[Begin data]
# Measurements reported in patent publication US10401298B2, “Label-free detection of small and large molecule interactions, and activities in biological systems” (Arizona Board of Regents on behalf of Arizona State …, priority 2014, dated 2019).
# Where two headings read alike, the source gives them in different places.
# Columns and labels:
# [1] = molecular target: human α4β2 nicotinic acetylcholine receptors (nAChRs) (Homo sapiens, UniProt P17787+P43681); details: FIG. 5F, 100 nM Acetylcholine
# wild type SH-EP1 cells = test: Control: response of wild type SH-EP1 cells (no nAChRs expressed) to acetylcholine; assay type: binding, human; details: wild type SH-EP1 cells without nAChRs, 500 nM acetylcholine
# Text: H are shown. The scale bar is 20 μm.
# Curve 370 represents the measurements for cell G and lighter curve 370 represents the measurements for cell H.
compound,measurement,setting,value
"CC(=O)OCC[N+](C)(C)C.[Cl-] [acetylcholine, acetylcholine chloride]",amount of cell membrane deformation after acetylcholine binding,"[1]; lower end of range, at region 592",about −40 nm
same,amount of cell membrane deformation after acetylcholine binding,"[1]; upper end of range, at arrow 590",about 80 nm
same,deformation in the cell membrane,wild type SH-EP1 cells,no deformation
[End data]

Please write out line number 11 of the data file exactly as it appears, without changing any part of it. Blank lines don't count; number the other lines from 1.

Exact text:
same,deformation in the cell membrane,wild type SH-EP1 cells,no deformation